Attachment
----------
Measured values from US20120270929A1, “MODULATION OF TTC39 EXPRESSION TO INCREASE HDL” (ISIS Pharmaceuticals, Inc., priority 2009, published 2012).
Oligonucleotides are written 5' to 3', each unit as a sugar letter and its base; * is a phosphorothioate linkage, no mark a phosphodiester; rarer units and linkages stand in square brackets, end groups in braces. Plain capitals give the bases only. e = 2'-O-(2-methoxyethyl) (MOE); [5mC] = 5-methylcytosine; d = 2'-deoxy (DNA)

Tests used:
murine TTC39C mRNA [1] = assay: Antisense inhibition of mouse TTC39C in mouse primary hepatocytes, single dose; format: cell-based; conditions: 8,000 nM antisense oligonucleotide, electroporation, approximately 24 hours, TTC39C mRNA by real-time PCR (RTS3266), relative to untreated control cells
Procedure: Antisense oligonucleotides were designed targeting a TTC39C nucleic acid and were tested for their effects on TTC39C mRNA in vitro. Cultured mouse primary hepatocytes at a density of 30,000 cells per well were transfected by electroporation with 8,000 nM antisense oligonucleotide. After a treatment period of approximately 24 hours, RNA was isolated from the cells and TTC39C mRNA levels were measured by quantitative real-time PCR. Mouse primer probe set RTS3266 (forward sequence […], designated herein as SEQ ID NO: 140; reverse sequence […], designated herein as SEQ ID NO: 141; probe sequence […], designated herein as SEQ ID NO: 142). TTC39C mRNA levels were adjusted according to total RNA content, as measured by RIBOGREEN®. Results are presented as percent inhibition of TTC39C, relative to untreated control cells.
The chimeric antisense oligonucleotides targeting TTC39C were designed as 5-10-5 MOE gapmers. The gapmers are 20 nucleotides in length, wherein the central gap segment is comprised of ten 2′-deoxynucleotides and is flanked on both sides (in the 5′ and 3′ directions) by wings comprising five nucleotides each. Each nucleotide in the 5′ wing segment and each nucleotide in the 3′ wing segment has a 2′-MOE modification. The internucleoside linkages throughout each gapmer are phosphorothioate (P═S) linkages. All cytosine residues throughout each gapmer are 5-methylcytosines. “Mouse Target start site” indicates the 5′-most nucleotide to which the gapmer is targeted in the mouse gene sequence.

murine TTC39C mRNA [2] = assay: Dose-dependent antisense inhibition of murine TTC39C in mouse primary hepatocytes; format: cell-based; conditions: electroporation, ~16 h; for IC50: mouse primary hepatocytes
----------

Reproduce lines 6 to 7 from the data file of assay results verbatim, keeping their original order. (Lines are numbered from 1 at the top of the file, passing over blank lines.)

The chimeric antisense oligonucleotides targeting TTC39C were designed as 5-10-5 MOE gapmers. The gapmers are 20 nucleotides in length, wherein the central gap segment is comprised of ten 2′-deoxynucleotides and is flanked on both sides (in the 5′ and 3′ directions) by wings comprising five nucleotides each. Each nucleotide in the 5′ wing segment and each nucleotide in the 3′ wing segment has a 2′-MOE modification. The internucleoside linkages throughout each gapmer are phosphorothioate (P═S) linkages. All cytosine residues throughout each gapmer are 5-methylcytosines. “Mouse Target start site” indicates the 5′-most nucleotide to which the gapmer is targeted in the mouse gene sequence.

murine TTC39C mRNA [2] = assay: Dose-dependent antisense inhibition of murine TTC39C in mouse primary hepatocytes; format: cell-based; conditions: electroporation, ~16 h; for IC50: mouse primary hepatocytes